Putting aside whether the perception of Biden as a bumbling geriatric bears any resemblance to reality, the fact that it’s so firmly embedded in the conservative media means that it will be difficult to dislodge. To gain literary traction on the right, a villain has to generate fear and outrage, not simply ridicule. Consider the past three decades of conservative best sellers. When Bill Clinton was on the cover, the books were laden with prurient (and in many cases dubious) details about his alleged affairs and personal corruption. When it was Barack Obama, the books portrayed him—many in barely veiled racial terms—as a dangerous radical trying to transform America. And though she was never actually elected, the ominous prospect of a Hillary Clinton presidency generated years’ worth of right-wing best sellers. (In 2006, when she was still a senator considering her first presidential bid, journalist Ben Smith wrote that Clinton had already been the subject of about 30 books, with a dozen more in the works, and compared the Hillary-book boomlet to the Da Vinci Code phenomenon.)

Jonah Goldberg, a former National Review columnist who has written several popular conservative books, told me it was never hard to make Hillary Clinton seem “sinister” to readers of a certain stripe. “Hillary was a kind of Zelig figure of the post-’60s left. Some of the associations were tenuous, but you could play the political equivalent of the Kevin Bacon game with her without needing more than one or two degrees of separation. Black Panthers! Communist law firms! Sidney Blumenthal! Saul Alinsky!” Biden, an aging white guy who spent decades in the Senate, is by contrast “somewhat boringly conventional.”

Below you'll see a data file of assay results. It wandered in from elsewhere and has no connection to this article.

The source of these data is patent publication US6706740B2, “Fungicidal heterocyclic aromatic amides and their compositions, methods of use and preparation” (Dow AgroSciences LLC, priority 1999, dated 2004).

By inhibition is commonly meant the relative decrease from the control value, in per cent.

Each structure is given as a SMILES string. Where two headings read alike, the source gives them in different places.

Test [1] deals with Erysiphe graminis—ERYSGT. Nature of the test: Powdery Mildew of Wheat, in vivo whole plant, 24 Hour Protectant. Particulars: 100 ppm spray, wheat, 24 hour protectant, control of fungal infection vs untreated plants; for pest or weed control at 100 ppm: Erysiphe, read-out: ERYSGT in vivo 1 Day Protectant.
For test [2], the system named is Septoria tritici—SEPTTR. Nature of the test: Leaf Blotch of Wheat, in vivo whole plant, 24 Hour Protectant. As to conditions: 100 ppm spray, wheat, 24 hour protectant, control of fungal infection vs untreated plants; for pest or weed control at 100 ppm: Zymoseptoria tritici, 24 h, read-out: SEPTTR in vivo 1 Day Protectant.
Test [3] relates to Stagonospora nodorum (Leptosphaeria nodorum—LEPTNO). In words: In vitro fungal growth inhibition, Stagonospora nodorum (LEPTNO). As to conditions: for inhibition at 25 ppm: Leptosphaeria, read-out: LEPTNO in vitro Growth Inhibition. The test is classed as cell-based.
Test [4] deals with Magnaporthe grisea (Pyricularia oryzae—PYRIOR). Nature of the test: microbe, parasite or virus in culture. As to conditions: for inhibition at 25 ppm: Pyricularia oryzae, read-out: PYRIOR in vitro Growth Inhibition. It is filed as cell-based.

And there’s another problem, Goldberg told me: “Most of the good ammo against Biden—which I’ve deployed in the past—isn’t as effective after four years of Trump. He says crazy things! He doesn’t know what he’s talking about! He has a ridiculous ego and lies about his brilliance and expertise! All of this is true. But all of that has been normalized by Trump.” To a conservative movement that has been “mainlining crazy for five years,” it’s hard to get excited about measured criticism of Biden and his policies.

“The right-wing marketplace has been radicalized,” said Goldberg, who has been a vocal critic of the Trump-era GOP. “Not just by QAnon-type stuff, but by years of anti-Clinton-and-Obama fare.”

For now, the most successful conservative authors are training their fire on more abstract targets, such as “wokeness” and “cancel culture.” A quick review of recent best sellers suggests that ignoring Biden can work just fine. According to BookScan, which tracks most hardcover sales, Andy Ngo’s book on antifa, Unmasked, has sold more than 77,000 copies (an unqualified success in political nonfiction), as has Rod Dreher’s Live Not By Lies, which bills itself as a “manual for Christian dissidents.” The talk-radio host Mark Levin’s forthcoming American Marxism—which will tackle, among other subjects, “the widespread brainwashing of students, the anti-American purposes of Critical Race Theory and the Green New Deal,” per its publisher—is expected to be a massive hit when it’s released in July.